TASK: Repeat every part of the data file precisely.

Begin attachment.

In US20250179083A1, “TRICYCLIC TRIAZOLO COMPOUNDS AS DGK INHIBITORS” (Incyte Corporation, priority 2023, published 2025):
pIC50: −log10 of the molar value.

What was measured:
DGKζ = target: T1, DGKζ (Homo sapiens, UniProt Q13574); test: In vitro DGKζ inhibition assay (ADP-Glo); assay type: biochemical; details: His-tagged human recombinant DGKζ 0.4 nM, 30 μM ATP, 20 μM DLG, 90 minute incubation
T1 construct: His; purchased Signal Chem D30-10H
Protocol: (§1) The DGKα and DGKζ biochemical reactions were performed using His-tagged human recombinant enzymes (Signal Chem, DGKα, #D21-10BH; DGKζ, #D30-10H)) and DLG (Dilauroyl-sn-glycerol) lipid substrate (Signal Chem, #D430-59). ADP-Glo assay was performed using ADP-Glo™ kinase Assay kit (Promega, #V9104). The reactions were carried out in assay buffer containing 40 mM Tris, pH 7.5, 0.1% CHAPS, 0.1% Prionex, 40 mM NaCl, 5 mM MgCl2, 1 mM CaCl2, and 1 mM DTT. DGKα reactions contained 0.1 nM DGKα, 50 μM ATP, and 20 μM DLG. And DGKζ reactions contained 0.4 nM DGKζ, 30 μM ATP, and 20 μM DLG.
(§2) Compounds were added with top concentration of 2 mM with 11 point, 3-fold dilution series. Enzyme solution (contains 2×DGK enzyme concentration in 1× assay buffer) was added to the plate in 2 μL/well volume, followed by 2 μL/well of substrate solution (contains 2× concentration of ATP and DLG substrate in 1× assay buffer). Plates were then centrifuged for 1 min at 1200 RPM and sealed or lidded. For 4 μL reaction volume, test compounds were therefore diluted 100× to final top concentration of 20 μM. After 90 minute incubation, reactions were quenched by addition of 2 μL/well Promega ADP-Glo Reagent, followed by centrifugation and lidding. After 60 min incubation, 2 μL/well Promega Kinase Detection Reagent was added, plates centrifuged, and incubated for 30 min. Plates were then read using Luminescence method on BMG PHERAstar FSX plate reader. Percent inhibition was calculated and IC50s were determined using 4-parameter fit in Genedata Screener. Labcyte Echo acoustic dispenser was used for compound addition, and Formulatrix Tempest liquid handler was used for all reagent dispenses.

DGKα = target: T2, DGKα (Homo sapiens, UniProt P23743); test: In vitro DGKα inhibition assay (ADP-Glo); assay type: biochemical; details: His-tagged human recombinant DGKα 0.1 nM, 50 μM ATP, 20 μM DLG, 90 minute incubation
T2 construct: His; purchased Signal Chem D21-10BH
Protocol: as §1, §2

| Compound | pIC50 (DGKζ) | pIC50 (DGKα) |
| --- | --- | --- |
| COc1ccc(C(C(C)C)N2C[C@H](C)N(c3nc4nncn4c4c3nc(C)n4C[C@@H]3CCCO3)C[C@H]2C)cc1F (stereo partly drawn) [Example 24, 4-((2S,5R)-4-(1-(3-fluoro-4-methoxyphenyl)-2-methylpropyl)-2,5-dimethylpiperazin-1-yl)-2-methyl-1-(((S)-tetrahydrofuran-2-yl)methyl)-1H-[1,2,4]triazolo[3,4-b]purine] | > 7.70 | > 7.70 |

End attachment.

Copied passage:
In US20250179083A1, “TRICYCLIC TRIAZOLO COMPOUNDS AS DGK INHIBITORS” (Incyte Corporation, priority 2023, published 2025):
pIC50: −log10 of the molar value.

What was measured:
DGKζ = target: T1, DGKζ (Homo sapiens, UniProt Q13574); test: In vitro DGKζ inhibition assay (ADP-Glo); assay type: biochemical; details: His-tagged human recombinant DGKζ 0.4 nM, 30 μM ATP, 20 μM DLG, 90 minute incubation
T1 construct: His; purchased Signal Chem D30-10H
Protocol: (§1) The DGKα and DGKζ biochemical reactions were performed using His-tagged human recombinant enzymes (Signal Chem, DGKα, #D21-10BH; DGKζ, #D30-10H)) and DLG (Dilauroyl-sn-glycerol) lipid substrate (Signal Chem, #D430-59). ADP-Glo assay was performed using ADP-Glo™ kinase Assay kit (Promega, #V9104). The reactions were carried out in assay buffer containing 40 mM Tris, pH 7.5, 0.1% CHAPS, 0.1% Prionex, 40 mM NaCl, 5 mM MgCl2, 1 mM CaCl2, and 1 mM DTT. DGKα reactions contained 0.1 nM DGKα, 50 μM ATP, and 20 μM DLG. And DGKζ reactions contained 0.4 nM DGKζ, 30 μM ATP, and 20 μM DLG.
(§2) Compounds were added with top concentration of 2 mM with 11 point, 3-fold dilution series. Enzyme solution (contains 2×DGK enzyme concentration in 1× assay buffer) was added to the plate in 2 μL/well volume, followed by 2 μL/well of substrate solution (contains 2× concentration of ATP and DLG substrate in 1× assay buffer). Plates were then centrifuged for 1 min at 1200 RPM and sealed or lidded. For 4 μL reaction volume, test compounds were therefore diluted 100× to final top concentration of 20 μM. After 90 minute incubation, reactions were quenched by addition of 2 μL/well Promega ADP-Glo Reagent, followed by centrifugation and lidding. After 60 min incubation, 2 μL/well Promega Kinase Detection Reagent was added, plates centrifuged, and incubated for 30 min. Plates were then read using Luminescence method on BMG PHERAstar FSX plate reader. Percent inhibition was calculated and IC50s were determined using 4-parameter fit in Genedata Screener. Labcyte Echo acoustic dispenser was used for compound addition, and Formulatrix Tempest liquid handler was used for all reagent dispenses.

DGKα = target: T2, DGKα (Homo sapiens, UniProt P23743); test: In vitro DGKα inhibition assay (ADP-Glo); assay type: biochemical; details: His-tagged human recombinant DGKα 0.1 nM, 50 μM ATP, 20 μM DLG, 90 minute incubation
T2 construct: His; purchased Signal Chem D21-10BH
Protocol: as §1, §2

| Compound | pIC50 (DGKζ) | pIC50 (DGKα) |
| --- | --- | --- |
| COc1ccc(C(C(C)C)N2C[C@H](C)N(c3nc4nncn4c4c3nc(C)n4C[C@@H]3CCCO3)C[C@H]2C)cc1F (stereo partly drawn) [Example 24, 4-((2S,5R)-4-(1-(3-fluoro-4-methoxyphenyl)-2-methylpropyl)-2,5-dimethylpiperazin-1-yl)-2-methyl-1-(((S)-tetrahydrofuran-2-yl)methyl)-1H-[1,2,4]triazolo[3,4-b]purine] | > 7.70 | > 7.70 |